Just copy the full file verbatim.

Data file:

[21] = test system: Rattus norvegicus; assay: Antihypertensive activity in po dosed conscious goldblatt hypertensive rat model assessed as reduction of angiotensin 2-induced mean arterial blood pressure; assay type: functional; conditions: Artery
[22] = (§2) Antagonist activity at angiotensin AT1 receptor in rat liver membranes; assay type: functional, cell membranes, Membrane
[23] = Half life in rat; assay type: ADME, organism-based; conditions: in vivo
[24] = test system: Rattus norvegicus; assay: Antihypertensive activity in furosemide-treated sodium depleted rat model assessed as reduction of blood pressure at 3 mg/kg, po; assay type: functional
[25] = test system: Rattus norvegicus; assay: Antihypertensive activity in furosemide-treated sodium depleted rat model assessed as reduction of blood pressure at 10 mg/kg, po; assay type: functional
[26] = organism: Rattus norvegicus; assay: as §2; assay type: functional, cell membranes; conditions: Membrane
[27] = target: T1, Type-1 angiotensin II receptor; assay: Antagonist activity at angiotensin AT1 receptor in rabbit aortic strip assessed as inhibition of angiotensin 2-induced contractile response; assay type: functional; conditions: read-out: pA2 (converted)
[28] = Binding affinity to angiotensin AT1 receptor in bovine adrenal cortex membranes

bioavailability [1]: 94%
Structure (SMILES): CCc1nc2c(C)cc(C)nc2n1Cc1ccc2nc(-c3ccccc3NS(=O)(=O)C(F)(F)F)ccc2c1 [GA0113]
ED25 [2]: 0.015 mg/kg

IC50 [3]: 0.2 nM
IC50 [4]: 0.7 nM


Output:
[21] = test system: Rattus norvegicus; assay: Antihypertensive activity in po dosed conscious goldblatt hypertensive rat model assessed as reduction of angiotensin 2-induced mean arterial blood pressure; assay type: functional; conditions: Artery
[22] = (§2) Antagonist activity at angiotensin AT1 receptor in rat liver membranes; assay type: functional, cell membranes, Membrane
[23] = Half life in rat; assay type: ADME, organism-based; conditions: in vivo
[24] = test system: Rattus norvegicus; assay: Antihypertensive activity in furosemide-treated sodium depleted rat model assessed as reduction of blood pressure at 3 mg/kg, po; assay type: functional
[25] = test system: Rattus norvegicus; assay: Antihypertensive activity in furosemide-treated sodium depleted rat model assessed as reduction of blood pressure at 10 mg/kg, po; assay type: functional
[26] = organism: Rattus norvegicus; assay: as §2; assay type: functional, cell membranes; conditions: Membrane
[27] = target: T1, Type-1 angiotensin II receptor; assay: Antagonist activity at angiotensin AT1 receptor in rabbit aortic strip assessed as inhibition of angiotensin 2-induced contractile response; assay type: functional; conditions: read-out: pA2 (converted)
[28] = Binding affinity to angiotensin AT1 receptor in bovine adrenal cortex membranes

bioavailability [1]: 94%
Structure (SMILES): CCc1nc2c(C)cc(C)nc2n1Cc1ccc2nc(-c3ccccc3NS(=O)(=O)C(F)(F)F)ccc2c1 [GA0113]
ED25 [2]: 0.015 mg/kg

IC50 [3]: 0.2 nM
IC50 [4]: 0.7 nM